My first novel, “Baabaric” (which is free until end of 3rd August) took me about four months to get to end of first draft, but another eight to edit and refine until I was happy to publish. Everyone is different though.


  3. So glad to read this article. I have thought myself failing as I labor over my work, while others are cranking out books in a matter of a month or two. But quantity does not always mean quality, as the saying goes.


  4. At least four different editors took a swipe at my first book – one of whom I paid rather well and they all had different ideas about how I should be writing. It was hell. Another good thing for first time writers to keep in mind is to go with your gut and don’t be flattered by the first editor to show an interest. Check the reviews for books they have edited. Read the first few pages on Amazon and see what you think.


  5. I remember my first blog post. I was convinced that this one is so well written. When I revisited it after a few months. I realize how awful it was. And it keeps happening. What appears to be a good writing today will become somewhat low-quality tomorrow.

    Awesome post-Michael! Keep sharing


  6. I agree that writing a book is like raising a child. I’ve done both, and neither feel like the process will EVER be complete.
    Thank you for the tips. I will do my best to be patient.


  7. Not everyone is a writer. Most people, in fact, are not. After ten thousand years of written language, our human brains have not yet assimilated the capacity to read and write.

    In response to Graham’s comment, I think the issue is less a matter of ‘spelling errors and the like’. Certainly, to be a ‘writer pur sang’, one should be able to command the ‘mechanics’ of written language. But the matter is more one of ‘sophistication’: to be a writer, one must be capable of manipulating written language with sophistication, which very few people can do.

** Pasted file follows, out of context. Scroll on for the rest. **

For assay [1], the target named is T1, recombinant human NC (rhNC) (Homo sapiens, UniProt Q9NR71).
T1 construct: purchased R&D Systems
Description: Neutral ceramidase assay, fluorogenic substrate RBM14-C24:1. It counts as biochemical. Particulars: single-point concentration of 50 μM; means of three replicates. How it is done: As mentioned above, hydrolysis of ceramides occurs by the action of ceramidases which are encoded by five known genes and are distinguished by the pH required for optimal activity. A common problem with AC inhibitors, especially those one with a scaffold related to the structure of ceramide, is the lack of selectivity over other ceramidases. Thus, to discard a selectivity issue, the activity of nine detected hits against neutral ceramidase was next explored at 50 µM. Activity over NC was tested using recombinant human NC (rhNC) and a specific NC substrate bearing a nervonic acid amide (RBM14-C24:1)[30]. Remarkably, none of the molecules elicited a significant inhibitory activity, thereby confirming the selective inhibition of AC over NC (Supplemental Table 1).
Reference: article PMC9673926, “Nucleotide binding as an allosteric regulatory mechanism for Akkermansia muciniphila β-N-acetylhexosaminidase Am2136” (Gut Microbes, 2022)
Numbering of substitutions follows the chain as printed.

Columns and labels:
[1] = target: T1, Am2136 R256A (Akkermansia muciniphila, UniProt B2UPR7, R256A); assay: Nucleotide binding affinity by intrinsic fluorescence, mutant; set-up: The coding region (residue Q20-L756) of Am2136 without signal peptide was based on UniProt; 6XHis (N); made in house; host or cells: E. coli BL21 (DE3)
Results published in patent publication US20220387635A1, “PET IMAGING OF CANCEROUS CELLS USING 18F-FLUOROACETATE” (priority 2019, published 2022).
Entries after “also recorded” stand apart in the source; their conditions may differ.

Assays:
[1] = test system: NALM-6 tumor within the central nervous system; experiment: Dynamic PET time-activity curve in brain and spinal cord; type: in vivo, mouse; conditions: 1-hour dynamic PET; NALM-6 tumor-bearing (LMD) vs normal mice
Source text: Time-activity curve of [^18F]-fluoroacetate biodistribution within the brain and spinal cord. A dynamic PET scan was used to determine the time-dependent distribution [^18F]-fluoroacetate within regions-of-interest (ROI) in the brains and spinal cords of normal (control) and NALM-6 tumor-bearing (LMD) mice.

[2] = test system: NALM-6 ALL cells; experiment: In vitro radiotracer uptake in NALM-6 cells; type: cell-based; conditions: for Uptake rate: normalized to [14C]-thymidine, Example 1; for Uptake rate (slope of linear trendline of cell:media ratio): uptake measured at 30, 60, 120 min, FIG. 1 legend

What is not commonly understood is that all writing, at its basis, is the intellectual effort to formulate a logical argument. Even poetry and fiction are based on this principle, for at the most fundamental level, the writer is seeking to persuade the reader to accept his idea or vision of the world, and that idea or vision must not only be logically consistent with itself, but must bear logical verisimilitude to the things in the world with which the written words on the page bear an indexical relation.

    Even after ten thousand years of written language, no human brain has evolved to perform this deep-level cognitive activity with ease. The ability to frame a thorough and sophisticated logical argument in writing—especially one which is couched in the added symbolic complexity of metaphor or fictive analogy—is not given to most people, and the first question an honest editor should ask himself in reviewing a piece of writing is not whether the author can spell, or whether he has good command of grammar, but whether he can actually think. If he cannot think with sophistication, he certainly will not be able to manipulate the abstract symbology of written language with the requisite sophistication to effectively shift his idea or vision out of his own head and into somebody else’s.

    In other words, if you are truly a writer, you learn ‘the mechanics’ of good writing on the job, in the course of learning how to really think, for the first reader to whom you are trying to clearly communicate an idea or vision in words is yourself. And of course, as you say, learning the mechanics of the trade which are entailed in this process of learning how to think takes time and patience. Thanks for posting this necessary article.


  8. SO true! I have 11 manuscripts written, and none of them are good enough to be published. I’ve been learning the craft for years now, and finally, FINALLY started writing a new book that I think has both the premise and the technique to be worthy of being published traditionally. But it’s taken me 9+ years and 11 manuscripts, plus reading at least 20 books on the craft of writing over those years, to get to this point. I don’t know who said it, but there’s a quote I read once that stated your book isn’t even ready for an agent until you’ve gone through 20 edits with it.